It wasn't quite cold enough to bring on what surfers call ice-cream headaches, but the thought of 15 mph winds and 59F water off Santa Cruz had me shivering. Yet a couple of hours later, I emerged warm, if exhausted, from a surfing lesson in the choppy soup with Jack O'Neill and son, Pat, of the water sport company O'Neill Inc. Wet suits have come a long way since the 1950s, when Jack O'Neill made his first with plastic, foam rubber, and a soldering iron. O'Neill's Animal, the $500 model I was wearing, is one of the most advanced on the market, a black number with high-tech grooves for extra flexibility.
In our sampling of new models and styles, my colleagues and I found that there's no such thing as a standard wet suit anymore: New designs and materials allow waterwear to be tailored to specific sports, water temperatures, and proficiency levels. Body surfers can opt for inexpensive, ultralight lycra vests or suits to thwart sunburn and scrapes. At the other extreme are head-to-toe insulators for deep-water diving, such as Henderson Aquatics' $580 semidry model equipped with a chemical pack that generates heat under water to warm your back.
Suits must offer warmth and freedom of movement. Some companies, such as Body Glove and O'Neill, make a wide variety, while suppliers such as Parkway focus on one sport, such as diving. Start your shopping by examining the demands of your sport and the water temperatures you typically encounter.
STAYING LOOSE. The prone-to-upright snap that surfers make to catch a wave demands a flexible suit, particularly in the shoulders, lower back, and thighs. Riders of shorter "boogie boards," who usually stay prone, don't need so much flexibility, but they need warmth. Surf East's model SE701, for about $130, with short arms and legs, kept BUSINESS WEEK's "Boogie Bob" Barker happy in 66F water off Long Island. But Rhode Island's icy waters at such surf spots as Narragansett in January might demand the $420 SE900 Winter Suit.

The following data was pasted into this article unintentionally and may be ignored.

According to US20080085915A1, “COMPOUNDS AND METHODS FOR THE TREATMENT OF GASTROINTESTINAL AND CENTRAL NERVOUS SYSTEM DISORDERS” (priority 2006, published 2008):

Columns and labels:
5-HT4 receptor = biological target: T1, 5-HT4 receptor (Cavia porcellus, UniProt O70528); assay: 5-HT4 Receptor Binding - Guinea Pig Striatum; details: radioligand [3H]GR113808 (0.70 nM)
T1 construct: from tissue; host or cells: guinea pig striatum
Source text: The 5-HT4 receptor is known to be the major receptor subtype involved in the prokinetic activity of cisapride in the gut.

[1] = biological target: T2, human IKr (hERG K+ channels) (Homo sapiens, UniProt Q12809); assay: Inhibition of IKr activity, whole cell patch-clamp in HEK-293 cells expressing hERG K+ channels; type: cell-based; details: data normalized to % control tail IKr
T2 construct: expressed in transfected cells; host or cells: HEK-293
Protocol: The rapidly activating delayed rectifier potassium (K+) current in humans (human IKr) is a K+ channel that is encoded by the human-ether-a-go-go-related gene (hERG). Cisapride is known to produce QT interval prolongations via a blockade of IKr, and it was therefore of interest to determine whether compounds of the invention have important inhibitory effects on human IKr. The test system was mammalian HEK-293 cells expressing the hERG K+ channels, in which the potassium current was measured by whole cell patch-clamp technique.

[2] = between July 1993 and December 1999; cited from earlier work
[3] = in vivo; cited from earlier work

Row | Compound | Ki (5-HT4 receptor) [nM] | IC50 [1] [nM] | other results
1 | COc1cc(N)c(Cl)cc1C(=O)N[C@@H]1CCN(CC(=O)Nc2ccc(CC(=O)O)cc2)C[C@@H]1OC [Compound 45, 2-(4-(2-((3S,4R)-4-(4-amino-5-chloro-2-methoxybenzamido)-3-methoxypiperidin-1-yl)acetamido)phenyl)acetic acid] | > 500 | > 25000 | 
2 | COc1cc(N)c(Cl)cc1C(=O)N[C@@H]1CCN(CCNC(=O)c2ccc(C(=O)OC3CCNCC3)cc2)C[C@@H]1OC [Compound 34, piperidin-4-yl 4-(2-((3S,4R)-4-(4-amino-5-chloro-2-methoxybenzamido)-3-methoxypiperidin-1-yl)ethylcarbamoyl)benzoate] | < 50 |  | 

Windsurfers' arm muscles pump up as they hold the sail's boom, and the squeeze of a tight wet suit becomes tiring. BARE, Gul, Ronny, and Victory keep the upper torso and forearms fairly loose on their board sailing suits but are watertight at the ankles.
Most wet suits are made of neoprene, a synthetic rubber that runs 1 mm to 8 mm in thickness. Thicker is warmer--but also more cumbersome, so most suits are 2 mm to 4 mm. The material's buoyancy is a minus for diversbut a plus for triathletes, as BUSINESS WEEK's David Greising found when he shaved three minutes off his one-mile-swim time in the $176 TR 850 "tri-suit" from Triumph Speedsuits.
Many waterskiers wear neoprene trunks, which provide warmth and padding--and don't slip off at high speeds the way simple suits can. Slalom and jump skiers can get a full-length suit with rib padding.
SEAMS CRITICAL. There are new materials on the market, too. One is Darlexx, which blends nylon, lycra, and a urethane film. It's lightweight, breathable yet windproof, and has some insulation. Sport Suits of Australia makes Darlexx suits that are popular in warm-water regions where it gets chilly when you dive down deep. We found them stiff and tight out of the box, but they loosen up when wet.
Although wet suits go for as little as $100, it's worth it to pay more for some features, especially good seams. The cheapest neoprene wet suits are overlock-stitched. But those seams let more water in, tear out easily, and can chafe wet skin, causing a rash. Look for a flatter stitch, or better yet, a suit whose seams are stitched, glued, and then taped. The zipper should be covered with another flap to keep cold water out.
Look for tough, flexible knees: The Kraton pads O'Neill and O'Brien use get raves. If you're headed for really cold water, booties, gloves, and caps are a must.
While wet suits used to be uncool--and not very warm, either--the new models help neophytes as well as the gnarliest dudes.